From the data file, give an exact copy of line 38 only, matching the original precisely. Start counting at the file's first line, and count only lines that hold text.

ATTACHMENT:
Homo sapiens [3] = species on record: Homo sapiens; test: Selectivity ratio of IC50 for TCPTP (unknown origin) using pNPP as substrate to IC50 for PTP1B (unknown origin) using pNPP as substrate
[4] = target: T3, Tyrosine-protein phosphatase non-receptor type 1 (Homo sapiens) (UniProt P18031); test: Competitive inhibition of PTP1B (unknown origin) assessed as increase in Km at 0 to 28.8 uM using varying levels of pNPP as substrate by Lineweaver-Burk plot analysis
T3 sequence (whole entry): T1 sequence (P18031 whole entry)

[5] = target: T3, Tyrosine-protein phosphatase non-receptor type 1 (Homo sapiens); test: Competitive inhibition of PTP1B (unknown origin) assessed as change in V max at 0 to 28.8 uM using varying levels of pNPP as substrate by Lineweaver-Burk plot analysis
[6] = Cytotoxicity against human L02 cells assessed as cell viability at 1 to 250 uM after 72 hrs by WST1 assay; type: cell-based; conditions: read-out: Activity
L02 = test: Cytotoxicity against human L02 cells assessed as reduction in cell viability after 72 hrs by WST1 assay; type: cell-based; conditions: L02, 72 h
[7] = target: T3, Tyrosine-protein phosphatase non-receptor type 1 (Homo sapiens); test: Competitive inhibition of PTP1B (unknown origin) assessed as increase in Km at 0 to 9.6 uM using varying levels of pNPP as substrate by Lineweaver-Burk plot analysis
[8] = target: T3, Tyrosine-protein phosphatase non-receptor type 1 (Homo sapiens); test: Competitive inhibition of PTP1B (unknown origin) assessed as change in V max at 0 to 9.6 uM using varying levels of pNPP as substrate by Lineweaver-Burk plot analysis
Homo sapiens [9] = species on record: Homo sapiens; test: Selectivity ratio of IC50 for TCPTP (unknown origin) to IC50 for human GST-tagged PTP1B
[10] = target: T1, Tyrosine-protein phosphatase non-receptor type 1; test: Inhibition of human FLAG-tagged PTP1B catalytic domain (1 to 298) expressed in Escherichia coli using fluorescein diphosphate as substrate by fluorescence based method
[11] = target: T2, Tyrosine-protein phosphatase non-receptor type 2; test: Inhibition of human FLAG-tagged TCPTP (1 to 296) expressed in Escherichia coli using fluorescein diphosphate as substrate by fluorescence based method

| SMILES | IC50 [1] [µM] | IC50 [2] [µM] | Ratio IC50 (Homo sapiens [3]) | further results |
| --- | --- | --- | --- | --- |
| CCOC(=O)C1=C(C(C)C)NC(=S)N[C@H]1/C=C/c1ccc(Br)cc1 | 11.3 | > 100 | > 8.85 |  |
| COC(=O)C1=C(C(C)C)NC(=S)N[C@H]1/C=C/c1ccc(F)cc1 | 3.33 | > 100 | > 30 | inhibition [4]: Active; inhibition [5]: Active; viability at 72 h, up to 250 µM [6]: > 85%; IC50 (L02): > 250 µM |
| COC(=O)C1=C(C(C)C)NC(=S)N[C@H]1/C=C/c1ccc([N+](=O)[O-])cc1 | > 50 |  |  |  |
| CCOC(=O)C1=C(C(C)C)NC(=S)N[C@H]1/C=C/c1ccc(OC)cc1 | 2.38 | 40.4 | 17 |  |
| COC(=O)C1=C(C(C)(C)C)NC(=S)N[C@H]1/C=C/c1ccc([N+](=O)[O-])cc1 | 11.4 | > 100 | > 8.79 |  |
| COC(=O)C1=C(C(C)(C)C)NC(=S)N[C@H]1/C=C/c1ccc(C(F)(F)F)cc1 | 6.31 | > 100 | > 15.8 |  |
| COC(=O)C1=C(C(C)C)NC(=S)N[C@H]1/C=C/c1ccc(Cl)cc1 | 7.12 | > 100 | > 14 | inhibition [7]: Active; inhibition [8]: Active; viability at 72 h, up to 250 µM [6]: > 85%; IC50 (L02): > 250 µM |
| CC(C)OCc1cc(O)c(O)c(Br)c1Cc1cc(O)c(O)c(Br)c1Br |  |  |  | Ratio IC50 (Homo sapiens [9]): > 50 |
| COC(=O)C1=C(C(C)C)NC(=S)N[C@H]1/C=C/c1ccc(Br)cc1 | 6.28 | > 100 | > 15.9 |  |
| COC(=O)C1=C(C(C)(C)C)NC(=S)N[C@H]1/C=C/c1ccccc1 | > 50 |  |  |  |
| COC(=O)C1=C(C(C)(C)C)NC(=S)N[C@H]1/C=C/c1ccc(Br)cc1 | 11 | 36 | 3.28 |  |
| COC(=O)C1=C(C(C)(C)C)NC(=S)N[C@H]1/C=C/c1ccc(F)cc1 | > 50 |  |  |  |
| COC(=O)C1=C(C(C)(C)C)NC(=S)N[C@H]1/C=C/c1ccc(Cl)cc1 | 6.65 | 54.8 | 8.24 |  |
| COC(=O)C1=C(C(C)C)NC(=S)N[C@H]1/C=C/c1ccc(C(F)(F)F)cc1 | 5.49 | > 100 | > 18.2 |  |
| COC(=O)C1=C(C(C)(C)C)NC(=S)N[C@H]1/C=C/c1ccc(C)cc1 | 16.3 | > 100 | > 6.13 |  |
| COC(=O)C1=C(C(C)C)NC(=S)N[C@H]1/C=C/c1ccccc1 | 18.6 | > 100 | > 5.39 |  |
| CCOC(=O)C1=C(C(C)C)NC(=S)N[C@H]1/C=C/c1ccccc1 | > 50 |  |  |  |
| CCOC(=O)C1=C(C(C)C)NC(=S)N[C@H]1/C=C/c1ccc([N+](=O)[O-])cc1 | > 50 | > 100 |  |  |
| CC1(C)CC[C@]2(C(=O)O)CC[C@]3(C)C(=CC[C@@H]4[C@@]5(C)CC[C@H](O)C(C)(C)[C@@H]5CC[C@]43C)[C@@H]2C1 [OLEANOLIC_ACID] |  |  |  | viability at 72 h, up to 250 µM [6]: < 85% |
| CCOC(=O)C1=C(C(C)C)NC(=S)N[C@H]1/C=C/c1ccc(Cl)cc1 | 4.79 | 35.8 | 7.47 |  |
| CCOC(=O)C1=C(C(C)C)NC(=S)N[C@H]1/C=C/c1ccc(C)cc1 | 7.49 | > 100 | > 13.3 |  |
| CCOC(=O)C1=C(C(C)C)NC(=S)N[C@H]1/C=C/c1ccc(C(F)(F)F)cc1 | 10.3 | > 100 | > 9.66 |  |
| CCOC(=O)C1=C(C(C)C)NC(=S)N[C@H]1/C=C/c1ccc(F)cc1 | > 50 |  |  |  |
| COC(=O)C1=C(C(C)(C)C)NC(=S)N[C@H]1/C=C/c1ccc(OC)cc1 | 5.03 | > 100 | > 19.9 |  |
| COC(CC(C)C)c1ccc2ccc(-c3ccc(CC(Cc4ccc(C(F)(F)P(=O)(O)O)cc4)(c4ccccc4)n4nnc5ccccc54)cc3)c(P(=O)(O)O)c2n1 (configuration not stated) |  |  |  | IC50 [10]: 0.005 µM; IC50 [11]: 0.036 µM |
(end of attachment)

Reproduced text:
| COC(CC(C)C)c1ccc2ccc(-c3ccc(CC(Cc4ccc(C(F)(F)P(=O)(O)O)cc4)(c4ccccc4)n4nnc5ccccc54)cc3)c(P(=O)(O)O)c2n1 (configuration not stated) |  |  |  | IC50 [10]: 0.005 µM; IC50 [11]: 0.036 µM |